With thousands of clinical trials in play, many oncology specialists are reluctant to embrace findings from newly-released studies that would change the way they practice medicine. Laura Esserman, MD, MBA, a professor of surgery and radiology at the University of California, San Francisco, recommends that clinicians form a framework for evaluating the results of clinical trials as a method of deciding how they will react.
"This is a very thorny issue and it's very hotly debated," Esserman said during a presentation at the Miami Breast Cancer Conference Saturday.
She said there are a variety of reasons that clinicians hesitate to change their practices because of a study, including skepticism about the results and the burden that adopting new technology may represent.
Esserman, who also is director of the Carol Franc Buck Breast Cancer Center, suggested clinicians consider these questions about a given trial:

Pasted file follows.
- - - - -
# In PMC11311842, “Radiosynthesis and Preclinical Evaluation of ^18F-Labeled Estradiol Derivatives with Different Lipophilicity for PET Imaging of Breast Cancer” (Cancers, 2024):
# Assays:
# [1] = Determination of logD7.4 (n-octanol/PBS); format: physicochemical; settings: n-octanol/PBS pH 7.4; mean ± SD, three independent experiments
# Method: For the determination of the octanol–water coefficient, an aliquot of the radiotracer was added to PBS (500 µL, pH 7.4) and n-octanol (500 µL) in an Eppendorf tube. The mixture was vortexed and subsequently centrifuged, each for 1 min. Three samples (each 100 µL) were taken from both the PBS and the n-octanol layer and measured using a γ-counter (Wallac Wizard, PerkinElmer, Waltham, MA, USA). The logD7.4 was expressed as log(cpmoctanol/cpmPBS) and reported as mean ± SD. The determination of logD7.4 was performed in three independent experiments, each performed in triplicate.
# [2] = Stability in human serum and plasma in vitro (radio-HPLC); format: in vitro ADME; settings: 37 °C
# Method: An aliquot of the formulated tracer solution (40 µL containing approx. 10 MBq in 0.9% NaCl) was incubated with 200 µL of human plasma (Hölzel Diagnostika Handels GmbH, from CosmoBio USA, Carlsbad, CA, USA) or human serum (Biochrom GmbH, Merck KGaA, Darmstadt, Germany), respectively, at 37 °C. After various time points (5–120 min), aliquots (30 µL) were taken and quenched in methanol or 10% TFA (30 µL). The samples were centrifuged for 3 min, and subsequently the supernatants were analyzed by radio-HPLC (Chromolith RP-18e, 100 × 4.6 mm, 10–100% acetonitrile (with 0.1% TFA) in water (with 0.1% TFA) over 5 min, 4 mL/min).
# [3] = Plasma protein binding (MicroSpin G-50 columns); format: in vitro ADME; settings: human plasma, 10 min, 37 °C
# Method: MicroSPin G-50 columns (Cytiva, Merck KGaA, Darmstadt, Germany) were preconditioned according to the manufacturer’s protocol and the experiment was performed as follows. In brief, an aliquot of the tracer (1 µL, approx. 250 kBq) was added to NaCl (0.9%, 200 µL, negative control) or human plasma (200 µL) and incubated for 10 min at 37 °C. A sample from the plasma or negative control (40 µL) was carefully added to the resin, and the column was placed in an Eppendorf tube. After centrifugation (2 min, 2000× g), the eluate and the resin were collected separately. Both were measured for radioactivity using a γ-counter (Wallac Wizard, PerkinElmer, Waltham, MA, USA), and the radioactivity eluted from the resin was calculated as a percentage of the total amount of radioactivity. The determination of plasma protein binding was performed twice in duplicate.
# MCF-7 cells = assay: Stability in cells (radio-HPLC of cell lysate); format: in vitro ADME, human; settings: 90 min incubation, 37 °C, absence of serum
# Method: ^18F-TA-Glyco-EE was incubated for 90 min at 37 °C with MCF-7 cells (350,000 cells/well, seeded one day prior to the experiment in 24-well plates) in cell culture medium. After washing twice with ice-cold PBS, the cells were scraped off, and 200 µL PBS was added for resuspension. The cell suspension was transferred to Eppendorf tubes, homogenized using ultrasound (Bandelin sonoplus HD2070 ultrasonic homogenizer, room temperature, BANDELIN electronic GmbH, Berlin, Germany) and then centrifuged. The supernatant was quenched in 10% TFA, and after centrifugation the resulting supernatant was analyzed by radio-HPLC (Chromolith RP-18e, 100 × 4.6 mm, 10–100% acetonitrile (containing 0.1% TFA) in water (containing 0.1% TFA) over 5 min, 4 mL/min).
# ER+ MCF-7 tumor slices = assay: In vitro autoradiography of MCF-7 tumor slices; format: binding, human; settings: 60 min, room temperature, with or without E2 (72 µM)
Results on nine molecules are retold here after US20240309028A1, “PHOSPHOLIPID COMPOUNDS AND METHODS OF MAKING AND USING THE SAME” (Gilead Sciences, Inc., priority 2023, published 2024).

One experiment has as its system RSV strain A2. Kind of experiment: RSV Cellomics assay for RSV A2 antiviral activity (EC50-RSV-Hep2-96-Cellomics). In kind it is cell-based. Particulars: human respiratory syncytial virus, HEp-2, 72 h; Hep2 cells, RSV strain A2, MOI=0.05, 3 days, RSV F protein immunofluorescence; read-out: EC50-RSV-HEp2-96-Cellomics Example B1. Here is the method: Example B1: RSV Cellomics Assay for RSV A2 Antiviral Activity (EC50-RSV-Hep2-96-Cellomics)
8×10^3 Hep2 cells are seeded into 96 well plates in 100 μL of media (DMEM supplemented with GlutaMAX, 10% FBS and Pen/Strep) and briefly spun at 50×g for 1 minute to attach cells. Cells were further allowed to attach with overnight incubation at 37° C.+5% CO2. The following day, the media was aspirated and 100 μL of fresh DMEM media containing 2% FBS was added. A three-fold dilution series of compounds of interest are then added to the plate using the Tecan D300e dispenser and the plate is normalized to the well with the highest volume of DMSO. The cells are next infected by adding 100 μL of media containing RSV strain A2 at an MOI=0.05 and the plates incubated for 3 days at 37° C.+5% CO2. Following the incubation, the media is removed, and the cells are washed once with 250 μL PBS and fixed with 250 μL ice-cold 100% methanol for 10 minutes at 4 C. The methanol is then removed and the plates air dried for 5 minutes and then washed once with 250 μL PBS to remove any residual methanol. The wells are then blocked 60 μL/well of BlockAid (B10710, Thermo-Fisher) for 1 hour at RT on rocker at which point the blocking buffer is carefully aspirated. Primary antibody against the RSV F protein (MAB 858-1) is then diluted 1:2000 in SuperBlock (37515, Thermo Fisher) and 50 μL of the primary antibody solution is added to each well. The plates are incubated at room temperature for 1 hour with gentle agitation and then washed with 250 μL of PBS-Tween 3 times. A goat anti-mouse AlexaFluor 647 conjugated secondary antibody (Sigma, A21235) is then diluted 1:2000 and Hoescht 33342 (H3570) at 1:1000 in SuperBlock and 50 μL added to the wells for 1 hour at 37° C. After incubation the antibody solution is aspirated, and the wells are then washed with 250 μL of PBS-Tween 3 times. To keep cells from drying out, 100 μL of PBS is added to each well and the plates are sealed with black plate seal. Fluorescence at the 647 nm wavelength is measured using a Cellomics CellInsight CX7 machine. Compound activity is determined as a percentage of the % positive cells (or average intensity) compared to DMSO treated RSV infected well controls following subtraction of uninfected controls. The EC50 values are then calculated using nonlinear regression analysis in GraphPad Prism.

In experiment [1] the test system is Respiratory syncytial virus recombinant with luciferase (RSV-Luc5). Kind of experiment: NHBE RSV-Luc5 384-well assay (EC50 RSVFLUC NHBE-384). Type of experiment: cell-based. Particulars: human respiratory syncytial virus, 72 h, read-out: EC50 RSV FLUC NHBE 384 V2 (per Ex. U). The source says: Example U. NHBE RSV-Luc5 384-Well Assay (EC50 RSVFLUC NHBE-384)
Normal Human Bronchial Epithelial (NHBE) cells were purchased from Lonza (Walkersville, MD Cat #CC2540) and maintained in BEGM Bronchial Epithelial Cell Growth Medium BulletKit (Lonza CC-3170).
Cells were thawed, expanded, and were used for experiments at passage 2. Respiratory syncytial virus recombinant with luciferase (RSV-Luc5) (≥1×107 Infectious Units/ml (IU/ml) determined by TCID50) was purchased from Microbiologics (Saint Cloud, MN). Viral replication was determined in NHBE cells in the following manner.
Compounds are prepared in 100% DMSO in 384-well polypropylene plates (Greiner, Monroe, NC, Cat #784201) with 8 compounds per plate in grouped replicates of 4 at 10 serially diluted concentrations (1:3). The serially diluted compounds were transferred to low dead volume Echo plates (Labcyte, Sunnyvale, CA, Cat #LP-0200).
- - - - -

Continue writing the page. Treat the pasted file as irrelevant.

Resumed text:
Do similar trials support the results?
Are more trials pending?
What is the cost of adopting a new approach?
What is the cost in terms of lost opportunity of not adopting an approach?
She has developed a model of evaluating new approaches that takes into account the quality-adjusted life years and the incremental cost effectiveness.
"The likelihood that the trial results will change practice can be estimated and modeled, and provide practitioners and patients with a more rational basis for making a decision about the early adoption of results” said Esserman.